Essential Reads

Essential Reads is your one-stop source for the top stories of the day as reported by your favorite Washington Week panelists. It's a simple way to save time and stay informed about the news you need to know. Check it out every day!

Mar 13, 2013

  • Security Leader Says U.S. Would Retaliate Against Cyberattacks

    by Mark Mazzetti and David Sanger, The New York Times

    The chief of the military’s newly created Cyber Command told Congress on Tuesday that he is establishing 13 teams of programmers and computer experts who could carry out offensive cyberattacks on foreign nations if the United States were hit with a major attack on its own networks, the first time the Obama administration has publicly admitted to developing such weapons for use in wartime.

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  • Gun Owners’ ‘List’ Slows Background-Check Bill in Senate

    By Fawn Johnson, National Journal

    If you expand background checks on gun purchases to private sales and Internet sales, what happens to “the list” of gun buyers? It could create a paper trail for every lawful gun owner in America.

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Mar 12, 2013

  • In President’s Outreach to G.O.P., Past Failures Loom

    By Jackie Calmes, The New York Times

    For all the attention to President Obama’s new campaign of outreach to Republicans, it was four months ago — on the eve of bipartisan budget talks — that he secretly invited five of them to the White House for a movie screening with the stars of “Lincoln,” the film about that president’s courtship of Congress to pass a significant measure. None accepted.

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  • GOP Presents Budget Today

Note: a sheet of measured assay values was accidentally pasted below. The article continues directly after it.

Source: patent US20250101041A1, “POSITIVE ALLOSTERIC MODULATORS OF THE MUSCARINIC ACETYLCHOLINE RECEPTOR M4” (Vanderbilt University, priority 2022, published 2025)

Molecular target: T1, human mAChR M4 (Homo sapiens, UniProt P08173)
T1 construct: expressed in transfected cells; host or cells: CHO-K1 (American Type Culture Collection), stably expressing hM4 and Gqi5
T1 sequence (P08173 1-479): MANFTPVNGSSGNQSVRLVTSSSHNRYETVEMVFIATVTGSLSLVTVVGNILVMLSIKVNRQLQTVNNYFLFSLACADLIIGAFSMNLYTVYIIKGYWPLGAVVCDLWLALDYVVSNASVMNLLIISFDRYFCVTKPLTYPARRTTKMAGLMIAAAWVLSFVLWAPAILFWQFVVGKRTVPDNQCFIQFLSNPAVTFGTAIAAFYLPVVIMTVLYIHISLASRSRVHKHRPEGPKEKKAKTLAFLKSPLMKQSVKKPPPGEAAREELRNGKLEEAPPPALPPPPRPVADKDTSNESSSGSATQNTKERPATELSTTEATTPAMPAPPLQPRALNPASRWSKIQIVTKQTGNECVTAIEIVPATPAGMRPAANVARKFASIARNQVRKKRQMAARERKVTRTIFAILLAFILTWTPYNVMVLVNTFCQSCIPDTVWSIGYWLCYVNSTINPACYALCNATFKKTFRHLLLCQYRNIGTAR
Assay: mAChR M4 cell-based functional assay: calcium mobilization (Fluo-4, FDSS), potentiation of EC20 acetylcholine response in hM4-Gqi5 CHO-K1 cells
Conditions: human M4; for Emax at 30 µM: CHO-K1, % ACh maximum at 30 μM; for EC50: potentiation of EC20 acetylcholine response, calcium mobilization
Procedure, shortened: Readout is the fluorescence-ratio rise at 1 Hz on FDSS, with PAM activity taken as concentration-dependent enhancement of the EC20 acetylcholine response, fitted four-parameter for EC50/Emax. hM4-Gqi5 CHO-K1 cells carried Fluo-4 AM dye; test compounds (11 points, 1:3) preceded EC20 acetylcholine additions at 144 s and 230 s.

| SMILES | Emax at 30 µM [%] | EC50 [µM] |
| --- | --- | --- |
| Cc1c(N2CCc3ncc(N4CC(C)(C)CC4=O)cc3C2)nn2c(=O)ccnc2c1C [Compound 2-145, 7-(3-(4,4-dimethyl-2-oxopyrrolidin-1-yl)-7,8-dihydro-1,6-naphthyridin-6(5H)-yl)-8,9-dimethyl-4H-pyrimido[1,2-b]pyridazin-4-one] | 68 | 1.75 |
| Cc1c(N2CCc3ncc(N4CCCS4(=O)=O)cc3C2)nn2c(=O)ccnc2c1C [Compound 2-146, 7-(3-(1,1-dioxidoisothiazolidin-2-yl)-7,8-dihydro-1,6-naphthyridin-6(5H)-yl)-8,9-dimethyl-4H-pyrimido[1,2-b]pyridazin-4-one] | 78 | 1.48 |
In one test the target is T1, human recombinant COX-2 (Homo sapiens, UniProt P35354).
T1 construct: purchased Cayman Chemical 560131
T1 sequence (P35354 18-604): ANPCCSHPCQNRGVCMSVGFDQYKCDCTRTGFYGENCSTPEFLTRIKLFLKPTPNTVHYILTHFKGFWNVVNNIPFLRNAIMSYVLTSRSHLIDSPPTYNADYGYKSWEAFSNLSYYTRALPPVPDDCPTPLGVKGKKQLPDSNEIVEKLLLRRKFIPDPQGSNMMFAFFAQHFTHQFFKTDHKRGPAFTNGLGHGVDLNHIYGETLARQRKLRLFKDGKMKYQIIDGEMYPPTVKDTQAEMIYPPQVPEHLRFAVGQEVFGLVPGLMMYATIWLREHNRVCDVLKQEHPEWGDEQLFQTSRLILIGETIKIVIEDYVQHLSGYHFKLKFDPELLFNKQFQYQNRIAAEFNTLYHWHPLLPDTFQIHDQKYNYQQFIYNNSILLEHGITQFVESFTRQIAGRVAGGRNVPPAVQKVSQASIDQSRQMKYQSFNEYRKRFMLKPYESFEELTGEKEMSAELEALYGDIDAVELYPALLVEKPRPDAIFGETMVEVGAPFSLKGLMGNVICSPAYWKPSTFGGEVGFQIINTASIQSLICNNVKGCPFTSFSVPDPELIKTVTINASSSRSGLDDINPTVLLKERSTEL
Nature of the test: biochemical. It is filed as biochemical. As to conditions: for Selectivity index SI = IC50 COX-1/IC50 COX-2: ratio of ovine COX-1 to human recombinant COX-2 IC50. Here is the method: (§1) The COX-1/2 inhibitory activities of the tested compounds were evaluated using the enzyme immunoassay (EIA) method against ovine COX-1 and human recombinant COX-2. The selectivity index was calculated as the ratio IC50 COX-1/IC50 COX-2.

With John Harwood, CNBC and The New York Times

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  • Paul Ryan unveils $4.6 trillion plan to cut the deficit

    By Susan Davis, USA Today

    House Republicans unveiled a budget Tuesday that would balance the nation's books in 10 years without raising taxes but by eliminating President Obama's health care law, revamping Medicare for future retirees and creating just two tax brackets for individuals -- 10% and 25%.

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  • Obama's Liberal Goals Collide With 2014 Campaign Map

    By Beth Reinhard, National Journal

    As President Obama prepares to address a “founders' summit” of Organizing for Action on Wednesday, the challenges facing the nonprofit lobbying group that has replaced his campaign are becoming clearer.

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  • The Story of Paul and Barack

    By John Dickerson, Slate Magazine

    When he releases his budget Tuesday, Rep. Paul Ryan will not win membership to President Obama's Common Sense Caucus. That's the name the president uses to describe his yet-to-be-defined group of lawmakers who are open to supporting a grand budget bargain. Membership in the CSC is built around a basic agreement about how to shrink the deficit: Republicans will accept some revenue from the tax code in exchange for Democrats agreeing to cuts in entitlement spending. That formula is what puts Ryan out of the running: His budget reportedly will balance in 10 years, without tax increases. His plan is also premised on the repeal of Obamacare.

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Mar 11, 2013

  • Washington Budget Battle Looms

    With John Harwood, CNBC

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  • Obama to Name Civil-Rights Official Thomas Perez as Labor Secretary

    By Christi Parsons and Lisa Mascaro, Los Angeles Times

    President Obama intends to nominate career civil-rights attorney Thomas Perez as secretary of Labor, people familiar with the deliberations confirmed Sunday.

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  • Following Rove's muddy path

    By Doyle McManus, Los Angeles Times

    President Obama owes Karl Rove a thank-you note.

    During last year's election campaign, Rove and other Republicans showed how federal tax law could be stretched to turn a political committee into a "social welfare" organization. These nonprofit organizations, known as 501(c)(4)s, are defined by the Internal Revenue Code as "primarily engaged in promoting in some way the common good and general welfare."

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  • How a U.S. Citizen Came to Be in America’s Cross Hairs